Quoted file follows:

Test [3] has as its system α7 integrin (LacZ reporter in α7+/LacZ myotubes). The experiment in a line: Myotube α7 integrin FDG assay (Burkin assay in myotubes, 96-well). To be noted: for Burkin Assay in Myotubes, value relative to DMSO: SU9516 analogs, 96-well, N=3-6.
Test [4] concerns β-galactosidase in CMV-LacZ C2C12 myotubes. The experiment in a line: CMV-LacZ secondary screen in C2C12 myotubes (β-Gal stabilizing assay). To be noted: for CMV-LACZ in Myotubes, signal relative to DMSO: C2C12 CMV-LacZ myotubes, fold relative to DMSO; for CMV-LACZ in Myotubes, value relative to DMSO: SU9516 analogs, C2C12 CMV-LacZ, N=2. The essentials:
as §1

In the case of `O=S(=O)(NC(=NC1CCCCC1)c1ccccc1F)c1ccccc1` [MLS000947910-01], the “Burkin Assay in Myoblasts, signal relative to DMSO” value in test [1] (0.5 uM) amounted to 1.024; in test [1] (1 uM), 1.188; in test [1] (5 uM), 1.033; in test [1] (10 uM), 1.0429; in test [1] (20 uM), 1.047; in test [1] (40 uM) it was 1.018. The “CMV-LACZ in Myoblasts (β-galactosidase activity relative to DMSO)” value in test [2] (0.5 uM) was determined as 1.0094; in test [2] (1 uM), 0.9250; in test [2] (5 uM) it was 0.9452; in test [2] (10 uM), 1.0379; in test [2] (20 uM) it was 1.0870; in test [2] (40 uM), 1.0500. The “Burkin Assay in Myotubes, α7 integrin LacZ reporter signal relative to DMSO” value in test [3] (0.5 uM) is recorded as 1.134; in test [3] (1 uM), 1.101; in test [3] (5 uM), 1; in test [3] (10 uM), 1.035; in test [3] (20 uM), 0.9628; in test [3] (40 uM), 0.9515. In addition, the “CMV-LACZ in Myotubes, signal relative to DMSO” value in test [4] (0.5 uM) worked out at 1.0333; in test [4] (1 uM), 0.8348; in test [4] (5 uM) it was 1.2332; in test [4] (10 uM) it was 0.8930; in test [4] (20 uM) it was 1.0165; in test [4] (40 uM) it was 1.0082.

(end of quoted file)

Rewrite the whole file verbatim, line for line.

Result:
Test [3] has as its system α7 integrin (LacZ reporter in α7+/LacZ myotubes). The experiment in a line: Myotube α7 integrin FDG assay (Burkin assay in myotubes, 96-well). To be noted: for Burkin Assay in Myotubes, value relative to DMSO: SU9516 analogs, 96-well, N=3-6.
Test [4] concerns β-galactosidase in CMV-LacZ C2C12 myotubes. The experiment in a line: CMV-LacZ secondary screen in C2C12 myotubes (β-Gal stabilizing assay). To be noted: for CMV-LACZ in Myotubes, signal relative to DMSO: C2C12 CMV-LacZ myotubes, fold relative to DMSO; for CMV-LACZ in Myotubes, value relative to DMSO: SU9516 analogs, C2C12 CMV-LacZ, N=2. The essentials:
as §1

In the case of `O=S(=O)(NC(=NC1CCCCC1)c1ccccc1F)c1ccccc1` [MLS000947910-01], the “Burkin Assay in Myoblasts, signal relative to DMSO” value in test [1] (0.5 uM) amounted to 1.024; in test [1] (1 uM), 1.188; in test [1] (5 uM), 1.033; in test [1] (10 uM), 1.0429; in test [1] (20 uM), 1.047; in test [1] (40 uM) it was 1.018. The “CMV-LACZ in Myoblasts (β-galactosidase activity relative to DMSO)” value in test [2] (0.5 uM) was determined as 1.0094; in test [2] (1 uM), 0.9250; in test [2] (5 uM) it was 0.9452; in test [2] (10 uM), 1.0379; in test [2] (20 uM) it was 1.0870; in test [2] (40 uM), 1.0500. The “Burkin Assay in Myotubes, α7 integrin LacZ reporter signal relative to DMSO” value in test [3] (0.5 uM) is recorded as 1.134; in test [3] (1 uM), 1.101; in test [3] (5 uM), 1; in test [3] (10 uM), 1.035; in test [3] (20 uM), 0.9628; in test [3] (40 uM), 0.9515. In addition, the “CMV-LACZ in Myotubes, signal relative to DMSO” value in test [4] (0.5 uM) worked out at 1.0333; in test [4] (1 uM), 0.8348; in test [4] (5 uM) it was 1.2332; in test [4] (10 uM) it was 0.8930; in test [4] (20 uM) it was 1.0165; in test [4] (40 uM) it was 1.0082.